The project I would like to talk about right now is a port of Java’s DBUnit for php that will compliment the PHPUnit test suite. For those of you not familiar with DBUnit, it is a framework that allows you to easily and quickly test php code that modifies and works with database data. The whole idea behind unit testing is testing functions using well defined input and then comparing the output of that function with the values that you expect the function to produce. With database code this is somewhat difficult because you have to ensure that your database is in a known state prior to running your tests. Currenty, in order to do this properly you would find yourself adding significant amounts of code to your test to simply enter data into your database and then you will add even more code to compare the resulting database values with what your expected output. Ending up with something like this:

This is a fairly simple example and they really only get more complicated from this point forward. In order to the equivelant test using PHPDBUnit you would create a test class as follows:

You will also have to provide two xml files for the above code. This first xml file (dataset.xml) is used to seed the database before every test. The second xml file (expected.xml) is used to compare your database after the test is ran. These two files allow to get the code seeding your database out of your test cases and into their own xml files. There are also other options for generating data sets, I will discuss these options as well as the xml formats for datasets in a future post.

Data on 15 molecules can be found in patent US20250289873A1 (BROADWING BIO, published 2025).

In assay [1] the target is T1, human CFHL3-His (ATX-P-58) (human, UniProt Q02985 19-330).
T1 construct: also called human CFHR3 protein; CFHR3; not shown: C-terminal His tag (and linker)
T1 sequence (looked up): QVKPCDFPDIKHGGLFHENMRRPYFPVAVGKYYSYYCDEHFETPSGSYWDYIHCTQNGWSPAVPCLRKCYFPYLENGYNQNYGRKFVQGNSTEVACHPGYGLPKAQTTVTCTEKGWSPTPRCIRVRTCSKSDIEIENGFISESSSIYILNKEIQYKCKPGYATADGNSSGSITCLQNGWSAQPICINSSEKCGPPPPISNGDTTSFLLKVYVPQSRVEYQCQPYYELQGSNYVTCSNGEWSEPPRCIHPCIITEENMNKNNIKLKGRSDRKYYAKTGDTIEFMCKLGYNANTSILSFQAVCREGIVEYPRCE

The database connection functionality is built overtop of PDO and support is planned for all standard pdo drivers. The big question mark for me right now is the ODBC driver. The PDO connection is wrapped by a PHPDBUnit_Database class that provides the functionality to generate datasets from the database to test your data and ensure it is correct.

The seeding is controlled by two functions that I did not choose to override in my example: getSetUpOperation() and getTearDownOperation(). These functions simply return a database ‘operation’ that is to be performed on the database connection using the data set returned by getDataSet. The default setUp operation is a clean insert. This is a truncate operation immediately followed by an insert of all data in the dataset. The default tear down operation is a null operation. You have several built-in possibilities for these operations such as Truncate, refresh, and update. You can also create your own operations if necesary.